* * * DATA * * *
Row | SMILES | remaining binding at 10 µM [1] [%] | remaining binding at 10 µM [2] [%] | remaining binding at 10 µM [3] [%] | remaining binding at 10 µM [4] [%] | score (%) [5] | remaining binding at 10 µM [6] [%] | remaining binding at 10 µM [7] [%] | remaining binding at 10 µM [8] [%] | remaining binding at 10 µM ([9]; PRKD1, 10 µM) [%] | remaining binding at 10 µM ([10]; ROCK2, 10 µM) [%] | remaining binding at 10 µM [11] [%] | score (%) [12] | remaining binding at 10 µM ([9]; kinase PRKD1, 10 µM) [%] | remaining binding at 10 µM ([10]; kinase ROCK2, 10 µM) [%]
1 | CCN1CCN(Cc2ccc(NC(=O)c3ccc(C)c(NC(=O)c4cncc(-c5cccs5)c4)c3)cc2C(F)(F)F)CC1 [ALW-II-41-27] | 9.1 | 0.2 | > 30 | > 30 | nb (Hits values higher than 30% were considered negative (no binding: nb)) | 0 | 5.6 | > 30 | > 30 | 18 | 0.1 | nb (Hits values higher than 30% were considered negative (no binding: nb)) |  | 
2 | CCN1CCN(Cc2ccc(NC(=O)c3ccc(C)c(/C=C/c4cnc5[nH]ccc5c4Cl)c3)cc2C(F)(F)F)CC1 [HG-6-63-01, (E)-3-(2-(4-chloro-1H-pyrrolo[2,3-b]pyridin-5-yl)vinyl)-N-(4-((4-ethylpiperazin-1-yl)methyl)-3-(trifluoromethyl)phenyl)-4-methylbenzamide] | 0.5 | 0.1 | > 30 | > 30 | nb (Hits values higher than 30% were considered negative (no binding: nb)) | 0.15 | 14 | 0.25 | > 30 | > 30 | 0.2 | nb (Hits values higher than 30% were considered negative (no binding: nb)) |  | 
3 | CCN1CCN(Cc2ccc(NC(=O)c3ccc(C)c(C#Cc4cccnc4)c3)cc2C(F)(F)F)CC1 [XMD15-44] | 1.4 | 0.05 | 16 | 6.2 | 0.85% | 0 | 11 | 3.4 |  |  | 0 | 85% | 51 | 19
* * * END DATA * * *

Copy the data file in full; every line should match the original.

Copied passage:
Row | SMILES | remaining binding at 10 µM [1] [%] | remaining binding at 10 µM [2] [%] | remaining binding at 10 µM [3] [%] | remaining binding at 10 µM [4] [%] | score (%) [5] | remaining binding at 10 µM [6] [%] | remaining binding at 10 µM [7] [%] | remaining binding at 10 µM [8] [%] | remaining binding at 10 µM ([9]; PRKD1, 10 µM) [%] | remaining binding at 10 µM ([10]; ROCK2, 10 µM) [%] | remaining binding at 10 µM [11] [%] | score (%) [12] | remaining binding at 10 µM ([9]; kinase PRKD1, 10 µM) [%] | remaining binding at 10 µM ([10]; kinase ROCK2, 10 µM) [%]
1 | CCN1CCN(Cc2ccc(NC(=O)c3ccc(C)c(NC(=O)c4cncc(-c5cccs5)c4)c3)cc2C(F)(F)F)CC1 [ALW-II-41-27] | 9.1 | 0.2 | > 30 | > 30 | nb (Hits values higher than 30% were considered negative (no binding: nb)) | 0 | 5.6 | > 30 | > 30 | 18 | 0.1 | nb (Hits values higher than 30% were considered negative (no binding: nb)) |  | 
2 | CCN1CCN(Cc2ccc(NC(=O)c3ccc(C)c(/C=C/c4cnc5[nH]ccc5c4Cl)c3)cc2C(F)(F)F)CC1 [HG-6-63-01, (E)-3-(2-(4-chloro-1H-pyrrolo[2,3-b]pyridin-5-yl)vinyl)-N-(4-((4-ethylpiperazin-1-yl)methyl)-3-(trifluoromethyl)phenyl)-4-methylbenzamide] | 0.5 | 0.1 | > 30 | > 30 | nb (Hits values higher than 30% were considered negative (no binding: nb)) | 0.15 | 14 | 0.25 | > 30 | > 30 | 0.2 | nb (Hits values higher than 30% were considered negative (no binding: nb)) |  | 
3 | CCN1CCN(Cc2ccc(NC(=O)c3ccc(C)c(C#Cc4cccnc4)c3)cc2C(F)(F)F)CC1 [XMD15-44] | 1.4 | 0.05 | 16 | 6.2 | 0.85% | 0 | 11 | 3.4 |  |  | 0 | 85% | 51 | 19